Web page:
Anita’s mother loves her, but she is rarely home to give her daughter that reassurance she needs. When Anita and her sister Winnie recounted their story to me, tears streaked little Anita’s face. “Our mother works four hours away” Winnie told me, “in (the over crowded city of) Nairobi. Her job is cleaning public toilets.” All I can say is, these public toilets make most of our public washrooms look – and smell – good (if not great)! The city of Nairobi routinely faces a shortage of water. When this happens, washrooms become collection tanks for waste: waste that is not always carried away. My heart bleeds for Anita’s mother. I keep thinking about the risk of disease in these dirty surroundings and I pray that she will be able to do her job and stay unaffected by the conditions she works in. She seems so brave; forsaking her own comforts in an effort to do everything to help her children. I don’t know if she even earns the equivalent of $1 a day, but she is doing all she can to help her children.
Anita’s father left years ago. He pours his earnings into illicit brew and shows no care for his children. He doesn’t offer a coin for their welfare or education. When Winifred speaks of him, she shutters at the thought and quietly surrenders to the all too common hurt by bowing her head in remorse. Tears come – again. How many times will these children have to cry? How many nights will they sleep with a longing for a hug from mom and dad?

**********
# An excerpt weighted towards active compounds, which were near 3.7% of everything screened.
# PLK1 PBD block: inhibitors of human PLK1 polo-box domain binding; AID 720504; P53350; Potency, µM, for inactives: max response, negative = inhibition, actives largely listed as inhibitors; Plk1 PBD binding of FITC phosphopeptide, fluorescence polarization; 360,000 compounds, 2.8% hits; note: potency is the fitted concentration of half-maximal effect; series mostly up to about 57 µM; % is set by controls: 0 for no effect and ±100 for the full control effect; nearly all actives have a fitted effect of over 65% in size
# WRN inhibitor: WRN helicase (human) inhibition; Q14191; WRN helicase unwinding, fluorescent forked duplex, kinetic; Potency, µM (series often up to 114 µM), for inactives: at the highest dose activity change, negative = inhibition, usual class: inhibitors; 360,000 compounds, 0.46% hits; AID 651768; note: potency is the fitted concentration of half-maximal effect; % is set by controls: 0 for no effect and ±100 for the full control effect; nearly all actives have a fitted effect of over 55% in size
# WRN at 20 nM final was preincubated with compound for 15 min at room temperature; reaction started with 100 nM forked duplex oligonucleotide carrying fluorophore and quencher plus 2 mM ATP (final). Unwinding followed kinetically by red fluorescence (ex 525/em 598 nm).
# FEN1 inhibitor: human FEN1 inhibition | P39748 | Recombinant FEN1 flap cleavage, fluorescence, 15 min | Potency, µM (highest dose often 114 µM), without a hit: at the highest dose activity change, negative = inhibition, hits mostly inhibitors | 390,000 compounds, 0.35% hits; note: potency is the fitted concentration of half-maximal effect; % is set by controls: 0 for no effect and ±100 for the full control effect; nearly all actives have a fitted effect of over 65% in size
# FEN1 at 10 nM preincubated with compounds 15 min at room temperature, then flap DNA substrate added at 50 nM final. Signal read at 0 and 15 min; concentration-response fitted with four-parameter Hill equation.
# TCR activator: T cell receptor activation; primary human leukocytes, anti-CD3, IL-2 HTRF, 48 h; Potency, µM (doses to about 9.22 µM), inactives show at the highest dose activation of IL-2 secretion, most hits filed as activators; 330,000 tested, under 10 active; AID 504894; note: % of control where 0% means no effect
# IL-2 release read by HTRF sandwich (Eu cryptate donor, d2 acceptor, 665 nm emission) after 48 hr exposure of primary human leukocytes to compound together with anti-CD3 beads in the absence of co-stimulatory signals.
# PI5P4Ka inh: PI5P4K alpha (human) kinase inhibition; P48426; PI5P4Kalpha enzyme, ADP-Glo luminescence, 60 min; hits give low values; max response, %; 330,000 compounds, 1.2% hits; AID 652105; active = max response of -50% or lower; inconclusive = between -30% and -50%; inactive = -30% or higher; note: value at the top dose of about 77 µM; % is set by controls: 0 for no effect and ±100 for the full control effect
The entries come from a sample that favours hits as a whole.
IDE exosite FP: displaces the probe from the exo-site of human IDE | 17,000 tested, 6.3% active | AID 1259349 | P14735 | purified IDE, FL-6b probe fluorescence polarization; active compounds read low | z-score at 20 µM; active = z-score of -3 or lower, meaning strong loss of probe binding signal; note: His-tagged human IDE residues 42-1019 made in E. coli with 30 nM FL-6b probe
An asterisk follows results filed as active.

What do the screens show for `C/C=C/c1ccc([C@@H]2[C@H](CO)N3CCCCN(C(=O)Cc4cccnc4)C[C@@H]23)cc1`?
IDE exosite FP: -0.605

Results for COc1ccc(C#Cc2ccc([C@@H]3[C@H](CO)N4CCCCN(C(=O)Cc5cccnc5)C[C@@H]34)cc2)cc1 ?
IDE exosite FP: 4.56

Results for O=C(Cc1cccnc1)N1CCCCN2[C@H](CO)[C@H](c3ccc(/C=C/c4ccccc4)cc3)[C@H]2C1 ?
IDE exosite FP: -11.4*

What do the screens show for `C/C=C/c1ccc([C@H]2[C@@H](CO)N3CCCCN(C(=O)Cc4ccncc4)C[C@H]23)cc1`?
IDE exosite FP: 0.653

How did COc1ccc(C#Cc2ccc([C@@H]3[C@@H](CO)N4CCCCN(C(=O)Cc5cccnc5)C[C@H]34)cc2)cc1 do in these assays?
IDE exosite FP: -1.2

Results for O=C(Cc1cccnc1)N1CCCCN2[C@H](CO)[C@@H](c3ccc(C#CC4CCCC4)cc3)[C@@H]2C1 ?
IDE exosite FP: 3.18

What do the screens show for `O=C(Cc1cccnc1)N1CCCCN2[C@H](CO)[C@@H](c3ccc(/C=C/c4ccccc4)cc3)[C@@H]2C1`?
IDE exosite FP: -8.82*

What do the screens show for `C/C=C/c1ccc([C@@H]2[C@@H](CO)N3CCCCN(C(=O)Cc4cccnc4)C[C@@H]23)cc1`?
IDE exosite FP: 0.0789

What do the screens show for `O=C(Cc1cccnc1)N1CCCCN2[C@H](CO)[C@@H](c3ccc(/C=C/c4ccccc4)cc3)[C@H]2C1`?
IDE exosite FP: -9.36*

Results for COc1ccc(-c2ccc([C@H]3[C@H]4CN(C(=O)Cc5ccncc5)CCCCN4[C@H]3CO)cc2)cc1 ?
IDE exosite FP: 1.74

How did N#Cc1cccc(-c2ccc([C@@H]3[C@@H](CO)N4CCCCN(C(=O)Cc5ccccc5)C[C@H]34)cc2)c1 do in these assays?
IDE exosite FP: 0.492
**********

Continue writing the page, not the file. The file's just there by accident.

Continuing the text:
Anita’s adoring grandparents opened their home to the three girls. Her aging grandfather has no savings; he spent the last of it raising his 3 grandchildren. “I have no regrets”, he tells me during a mission interview, “but it is a challenge to provide all they need. Even school fees are a big challenge and sometimes Anita is sent home for fees. We don’t usually have them; she must remain home for weeks and we work to raise what we can. This happens many times each term but Anita is a very clever and disciplined girl. She is a top performer.”
“We thank God for all you have done to help Winifred”, Anita’s grandfather tells me during this intimate visit. He bends over and carefully places 10 eggs into a small, clear plastic bag. Oh my gosh! “I can’t do this“, I think; “I know what he is going to do.” My heart is aching at the thought. I know I can’t say a thing. He also must feel that he can give. I try to hide my own pain.
I tell him that we are going to look for a sponsor for Anita and “I am glad that we came to visit.”
I thank him for having such a kind heart. I know all too well that in Kenya, it is frequently the case that children left behind by misfortune are often left to face life on their own. Children are left to care for children. In Anita’s case, I know one thing for sure. She and her sisters are loved.
The mission ended but Anita’s case was far from over. Just weeks after our return to the USA, Matanya’s Hope held our first golf outing. Anita was sponsored! She will now be able to go to school, fully uniformed and equipped with books, supplies and 3 hot meals every day! Through this kind act, Anita was given the gift of hope. And that, in a nut shell, is what it takes – hearing a story like Anita’s and doing something to change it.
For stories about more children who need sponsorship, please go to our website: www.matanyashope.org or feel free to call us at 708-822-HOPE (4673).